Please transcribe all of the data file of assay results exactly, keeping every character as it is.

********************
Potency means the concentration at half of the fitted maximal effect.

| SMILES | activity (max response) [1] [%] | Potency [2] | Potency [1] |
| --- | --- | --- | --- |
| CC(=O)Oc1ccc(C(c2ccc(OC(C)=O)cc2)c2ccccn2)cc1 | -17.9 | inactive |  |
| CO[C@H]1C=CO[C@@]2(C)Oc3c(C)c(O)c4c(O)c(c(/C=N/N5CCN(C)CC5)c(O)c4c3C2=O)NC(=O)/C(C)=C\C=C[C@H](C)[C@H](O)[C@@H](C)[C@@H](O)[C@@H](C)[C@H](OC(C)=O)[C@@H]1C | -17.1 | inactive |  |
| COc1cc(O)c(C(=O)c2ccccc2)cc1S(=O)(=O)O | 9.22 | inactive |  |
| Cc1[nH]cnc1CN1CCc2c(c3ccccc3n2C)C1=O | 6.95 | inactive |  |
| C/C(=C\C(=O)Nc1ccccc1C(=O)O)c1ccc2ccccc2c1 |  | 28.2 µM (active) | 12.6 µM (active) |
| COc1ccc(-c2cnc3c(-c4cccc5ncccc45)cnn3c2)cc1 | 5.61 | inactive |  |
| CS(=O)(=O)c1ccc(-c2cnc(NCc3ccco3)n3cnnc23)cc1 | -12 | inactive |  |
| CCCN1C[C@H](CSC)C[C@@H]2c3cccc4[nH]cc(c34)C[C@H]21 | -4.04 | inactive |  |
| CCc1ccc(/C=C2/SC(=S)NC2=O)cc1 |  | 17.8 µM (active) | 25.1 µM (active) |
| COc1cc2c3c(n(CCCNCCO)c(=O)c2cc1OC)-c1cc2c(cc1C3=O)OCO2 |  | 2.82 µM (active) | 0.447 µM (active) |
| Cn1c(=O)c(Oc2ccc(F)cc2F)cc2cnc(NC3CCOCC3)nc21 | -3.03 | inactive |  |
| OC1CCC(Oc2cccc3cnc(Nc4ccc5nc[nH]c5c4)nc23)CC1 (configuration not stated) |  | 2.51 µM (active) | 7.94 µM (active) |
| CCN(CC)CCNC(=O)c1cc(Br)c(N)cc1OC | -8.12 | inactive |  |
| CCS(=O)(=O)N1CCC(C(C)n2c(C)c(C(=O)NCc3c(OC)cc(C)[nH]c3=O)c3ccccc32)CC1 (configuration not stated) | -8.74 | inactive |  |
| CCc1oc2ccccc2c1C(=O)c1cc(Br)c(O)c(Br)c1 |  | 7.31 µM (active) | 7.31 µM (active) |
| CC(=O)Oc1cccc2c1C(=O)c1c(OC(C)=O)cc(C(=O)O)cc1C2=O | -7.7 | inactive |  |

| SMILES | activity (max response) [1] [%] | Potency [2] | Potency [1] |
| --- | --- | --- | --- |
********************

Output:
Potency means the concentration at half of the fitted maximal effect.

| SMILES | activity (max response) [1] [%] | Potency [2] | Potency [1] |
| --- | --- | --- | --- |
| CC(=O)Oc1ccc(C(c2ccc(OC(C)=O)cc2)c2ccccn2)cc1 | -17.9 | inactive |  |
| CO[C@H]1C=CO[C@@]2(C)Oc3c(C)c(O)c4c(O)c(c(/C=N/N5CCN(C)CC5)c(O)c4c3C2=O)NC(=O)/C(C)=C\C=C[C@H](C)[C@H](O)[C@@H](C)[C@@H](O)[C@@H](C)[C@H](OC(C)=O)[C@@H]1C | -17.1 | inactive |  |
| COc1cc(O)c(C(=O)c2ccccc2)cc1S(=O)(=O)O | 9.22 | inactive |  |
| Cc1[nH]cnc1CN1CCc2c(c3ccccc3n2C)C1=O | 6.95 | inactive |  |
| C/C(=C\C(=O)Nc1ccccc1C(=O)O)c1ccc2ccccc2c1 |  | 28.2 µM (active) | 12.6 µM (active) |
| COc1ccc(-c2cnc3c(-c4cccc5ncccc45)cnn3c2)cc1 | 5.61 | inactive |  |
| CS(=O)(=O)c1ccc(-c2cnc(NCc3ccco3)n3cnnc23)cc1 | -12 | inactive |  |
| CCCN1C[C@H](CSC)C[C@@H]2c3cccc4[nH]cc(c34)C[C@H]21 | -4.04 | inactive |  |
| CCc1ccc(/C=C2/SC(=S)NC2=O)cc1 |  | 17.8 µM (active) | 25.1 µM (active) |
| COc1cc2c3c(n(CCCNCCO)c(=O)c2cc1OC)-c1cc2c(cc1C3=O)OCO2 |  | 2.82 µM (active) | 0.447 µM (active) |
| Cn1c(=O)c(Oc2ccc(F)cc2F)cc2cnc(NC3CCOCC3)nc21 | -3.03 | inactive |  |
| OC1CCC(Oc2cccc3cnc(Nc4ccc5nc[nH]c5c4)nc23)CC1 (configuration not stated) |  | 2.51 µM (active) | 7.94 µM (active) |
| CCN(CC)CCNC(=O)c1cc(Br)c(N)cc1OC | -8.12 | inactive |  |
| CCS(=O)(=O)N1CCC(C(C)n2c(C)c(C(=O)NCc3c(OC)cc(C)[nH]c3=O)c3ccccc32)CC1 (configuration not stated) | -8.74 | inactive |  |
| CCc1oc2ccccc2c1C(=O)c1cc(Br)c(O)c(Br)c1 |  | 7.31 µM (active) | 7.31 µM (active) |
| CC(=O)Oc1cccc2c1C(=O)c1c(OC(C)=O)cc(C(=O)O)cc1C2=O | -7.7 | inactive |  |

| SMILES | activity (max response) [1] [%] | Potency [2] | Potency [1] |
| --- | --- | --- | --- |